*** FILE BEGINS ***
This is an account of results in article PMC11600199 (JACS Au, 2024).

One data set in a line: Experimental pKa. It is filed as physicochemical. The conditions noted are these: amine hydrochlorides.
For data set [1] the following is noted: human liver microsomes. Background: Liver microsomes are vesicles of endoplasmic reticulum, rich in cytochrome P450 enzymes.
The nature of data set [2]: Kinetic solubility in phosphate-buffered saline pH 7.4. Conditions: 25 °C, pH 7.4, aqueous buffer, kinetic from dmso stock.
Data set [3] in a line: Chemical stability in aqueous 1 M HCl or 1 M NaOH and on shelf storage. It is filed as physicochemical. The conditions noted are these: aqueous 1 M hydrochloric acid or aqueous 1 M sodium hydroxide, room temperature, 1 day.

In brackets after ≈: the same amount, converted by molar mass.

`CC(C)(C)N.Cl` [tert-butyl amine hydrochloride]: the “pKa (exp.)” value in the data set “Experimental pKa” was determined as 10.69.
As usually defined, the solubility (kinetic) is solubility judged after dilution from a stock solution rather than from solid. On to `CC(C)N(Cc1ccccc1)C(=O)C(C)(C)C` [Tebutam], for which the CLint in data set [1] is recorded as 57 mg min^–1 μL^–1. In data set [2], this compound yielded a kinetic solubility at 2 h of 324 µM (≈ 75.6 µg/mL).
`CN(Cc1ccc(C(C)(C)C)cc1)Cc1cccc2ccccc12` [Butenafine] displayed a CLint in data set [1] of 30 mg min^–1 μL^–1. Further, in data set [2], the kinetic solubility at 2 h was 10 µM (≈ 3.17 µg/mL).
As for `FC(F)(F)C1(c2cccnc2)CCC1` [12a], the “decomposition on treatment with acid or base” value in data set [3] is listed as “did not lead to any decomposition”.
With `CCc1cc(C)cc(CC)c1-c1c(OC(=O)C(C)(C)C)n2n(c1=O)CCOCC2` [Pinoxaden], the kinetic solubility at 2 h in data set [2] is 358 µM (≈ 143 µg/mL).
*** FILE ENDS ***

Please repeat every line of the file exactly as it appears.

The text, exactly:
This is an account of results in article PMC11600199 (JACS Au, 2024).

One data set in a line: Experimental pKa. It is filed as physicochemical. The conditions noted are these: amine hydrochlorides.
For data set [1] the following is noted: human liver microsomes. Background: Liver microsomes are vesicles of endoplasmic reticulum, rich in cytochrome P450 enzymes.
The nature of data set [2]: Kinetic solubility in phosphate-buffered saline pH 7.4. Conditions: 25 °C, pH 7.4, aqueous buffer, kinetic from dmso stock.
Data set [3] in a line: Chemical stability in aqueous 1 M HCl or 1 M NaOH and on shelf storage. It is filed as physicochemical. The conditions noted are these: aqueous 1 M hydrochloric acid or aqueous 1 M sodium hydroxide, room temperature, 1 day.

In brackets after ≈: the same amount, converted by molar mass.

`CC(C)(C)N.Cl` [tert-butyl amine hydrochloride]: the “pKa (exp.)” value in the data set “Experimental pKa” was determined as 10.69.
As usually defined, the solubility (kinetic) is solubility judged after dilution from a stock solution rather than from solid. On to `CC(C)N(Cc1ccccc1)C(=O)C(C)(C)C` [Tebutam], for which the CLint in data set [1] is recorded as 57 mg min^–1 μL^–1. In data set [2], this compound yielded a kinetic solubility at 2 h of 324 µM (≈ 75.6 µg/mL).
`CN(Cc1ccc(C(C)(C)C)cc1)Cc1cccc2ccccc12` [Butenafine] displayed a CLint in data set [1] of 30 mg min^–1 μL^–1. Further, in data set [2], the kinetic solubility at 2 h was 10 µM (≈ 3.17 µg/mL).
As for `FC(F)(F)C1(c2cccnc2)CCC1` [12a], the “decomposition on treatment with acid or base” value in data set [3] is listed as “did not lead to any decomposition”.
With `CCc1cc(C)cc(CC)c1-c1c(OC(=O)C(C)(C)C)n2n(c1=O)CCOCC2` [Pinoxaden], the kinetic solubility at 2 h in data set [2] is 358 µM (≈ 143 µg/mL).